There Has to Be a Better Way to Handle Operational Disruption

I look forward to the week between Christmas and New Years being nice and quiet… but that didn’t happen this year. Why not? Well, a series of nasty storms rolled through the middle of the country and hit Texas pretty hard. The result? American saw its operation thrown into chaos, and United had a rough go of it as well.

That meant that we were working overtime at Cranky Concierge trying to help a bunch of stranded travelers… and that inevitably led to us having to do battle with the airlines. It really did feel like a battle. We struggled with airlines giving poor information and enforcing rules differently every time. In the end, everyone got where they needed to be, but it seemed like it should have been far easier than it was. Why do airlines make things so difficult?

On Monday, I sat down with Seth and Fozz at the Dots, Lines, and Destinations podcast, and we talked about this for about 45 minutes. You can listen to episode 226 “Stuck in IROPS hell” right here:

I’m planning on getting back to my normal schedule starting Monday.

(Visited 3,577 times, 1 visits today)

Get Posts via Email When They Go Live or in a Weekly Digest


Join the Conversation

*

This site uses Akismet to reduce spam. Learn how your comment data is processed.

11 Responses to There Has to Be a Better Way to Handle Operational Disruption

  1. A says:

    Interesting discussion about airlines only truly caring for their highest tier elite fliers. The lower level status groups don’t really yield any benefits that cannot already be had by anyone with a credit card. I wonder what the fallout would be to drop the bottom level from the program? Or going to a true revenue only based system. It is a bit of a joke when airlines board and after they get done with all the elites there is hardly anyone left to get on. Maybe it’s a hub airport problem but as someone putting +50k miles down last year I surely don’t feel that high up in the hierarchy.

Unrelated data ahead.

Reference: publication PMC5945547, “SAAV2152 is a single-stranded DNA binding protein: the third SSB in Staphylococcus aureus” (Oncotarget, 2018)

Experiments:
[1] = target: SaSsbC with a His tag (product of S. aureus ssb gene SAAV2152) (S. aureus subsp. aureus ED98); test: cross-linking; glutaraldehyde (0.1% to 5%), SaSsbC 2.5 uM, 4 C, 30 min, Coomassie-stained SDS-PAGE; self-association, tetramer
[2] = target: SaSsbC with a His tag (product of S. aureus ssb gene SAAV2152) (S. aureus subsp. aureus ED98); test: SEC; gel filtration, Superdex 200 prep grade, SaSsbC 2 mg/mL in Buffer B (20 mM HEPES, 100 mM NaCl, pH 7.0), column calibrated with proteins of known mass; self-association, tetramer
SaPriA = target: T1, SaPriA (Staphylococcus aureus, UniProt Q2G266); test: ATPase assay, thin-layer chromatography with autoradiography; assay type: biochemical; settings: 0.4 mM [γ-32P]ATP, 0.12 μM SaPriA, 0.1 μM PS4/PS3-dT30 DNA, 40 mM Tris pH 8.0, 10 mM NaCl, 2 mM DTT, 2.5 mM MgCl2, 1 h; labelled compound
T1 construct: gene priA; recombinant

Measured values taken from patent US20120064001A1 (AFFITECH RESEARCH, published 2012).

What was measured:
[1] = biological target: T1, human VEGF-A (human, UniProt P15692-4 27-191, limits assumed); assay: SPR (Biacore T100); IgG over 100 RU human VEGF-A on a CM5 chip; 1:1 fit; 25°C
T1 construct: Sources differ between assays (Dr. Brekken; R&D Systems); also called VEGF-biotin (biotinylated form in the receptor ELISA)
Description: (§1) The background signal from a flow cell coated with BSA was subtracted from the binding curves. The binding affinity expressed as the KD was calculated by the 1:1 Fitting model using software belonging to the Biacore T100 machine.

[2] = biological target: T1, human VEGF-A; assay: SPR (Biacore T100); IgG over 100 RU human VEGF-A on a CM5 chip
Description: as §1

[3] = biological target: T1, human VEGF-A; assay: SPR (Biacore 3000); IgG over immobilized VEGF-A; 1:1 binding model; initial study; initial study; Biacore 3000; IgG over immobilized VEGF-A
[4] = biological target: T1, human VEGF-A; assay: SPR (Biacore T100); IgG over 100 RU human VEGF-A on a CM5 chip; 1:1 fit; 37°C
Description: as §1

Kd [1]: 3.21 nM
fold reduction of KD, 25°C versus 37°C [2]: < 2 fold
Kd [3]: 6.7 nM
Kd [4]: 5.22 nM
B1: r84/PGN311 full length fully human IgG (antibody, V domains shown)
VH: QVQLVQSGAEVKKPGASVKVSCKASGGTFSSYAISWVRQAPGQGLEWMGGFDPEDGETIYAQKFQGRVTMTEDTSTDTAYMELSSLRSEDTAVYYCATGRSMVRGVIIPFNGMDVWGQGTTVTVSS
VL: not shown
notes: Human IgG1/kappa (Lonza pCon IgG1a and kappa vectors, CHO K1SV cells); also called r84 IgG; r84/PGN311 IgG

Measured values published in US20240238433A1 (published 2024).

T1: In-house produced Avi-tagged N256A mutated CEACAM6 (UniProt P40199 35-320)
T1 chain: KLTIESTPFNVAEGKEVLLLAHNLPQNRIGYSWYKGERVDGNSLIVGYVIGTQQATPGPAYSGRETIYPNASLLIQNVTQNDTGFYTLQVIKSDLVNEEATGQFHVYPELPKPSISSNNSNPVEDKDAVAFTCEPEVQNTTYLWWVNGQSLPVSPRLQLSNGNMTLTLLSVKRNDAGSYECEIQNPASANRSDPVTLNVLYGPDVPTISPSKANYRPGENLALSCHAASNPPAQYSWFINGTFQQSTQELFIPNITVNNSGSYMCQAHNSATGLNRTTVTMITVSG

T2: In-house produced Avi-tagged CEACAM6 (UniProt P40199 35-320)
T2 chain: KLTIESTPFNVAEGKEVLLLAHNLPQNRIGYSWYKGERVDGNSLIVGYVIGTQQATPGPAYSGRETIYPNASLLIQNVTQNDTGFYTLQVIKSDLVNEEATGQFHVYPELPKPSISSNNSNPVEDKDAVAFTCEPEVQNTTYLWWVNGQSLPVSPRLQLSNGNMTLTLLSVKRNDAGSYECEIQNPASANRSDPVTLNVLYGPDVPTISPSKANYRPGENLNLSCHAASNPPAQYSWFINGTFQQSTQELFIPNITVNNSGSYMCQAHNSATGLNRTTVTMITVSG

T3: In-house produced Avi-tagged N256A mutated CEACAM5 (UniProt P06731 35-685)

• Rich says:

      I guess since airlines have a monopoly they can get away with this for now. Restaurants often go the extra mile to treat regulars well but if they ignore the other customers they won’t stay in business long. They would get killed via bad reviews and wouldn’t be able to cultivate new regulars.

      In the current environment everyone is obsessed with squeezing out every possible penny of profit and when things go wrong there are no redundancies built into the system.

      I’m thankful I don’t fly for work. Unfortunately the average customer simply accepts the bad service, looks for the cheapest fares and often don’t understand the rules of the fare.

      • Keith says:

        Rich

        It is actually an Oligopoly instead of a monopoly (see below) :) :)

        An oligopoly is a market form wherein a market or industry is dominated by a small number of large sellers (oligopolists).

        Oligopoly is a common market form where a number of firms are in competition. As a quantitative description of oligopoly, the four-firm concentration ratio is often utilized. This measure expresses, as a percentage, the market share of the four largest firms in any particular industry.

        Can we all say… American, Delta, United and Southwest?

  2. Anonymous says:

    AA Res Agent here, I have to say the IROPS policy burns my britches. I no longer feel like I can encourage my friends to fly AA over other carriers. I used to tell them, “If something goes wrong, at least you know we can get you there.” Now I know I probably wouldn’t have too many options. Between that and the change fees that some carriers don’t charge… I work hard, I do my best to take good care of my customers, but I wish I had more to be proud of with my company. Breaks my heart because there things I do love about my job.

  3. Seanny says:

    Cranky, do you think there is a way to track or measure how quickly airlines recover from disruption? Seems like they won’t do anything about it unless we could start saying something like, well if Alaska cancels a flight the average flier will get to their final destination within 8 hours versus 12 hours on American.

    • CF says:

      Seanny – Hmm, I can’t imagine there’s a way that we could access that from the public perspective. Certainly airlines themselves could measure it internally, but I doubt any of them even bother.

  4. Tim Dunn says: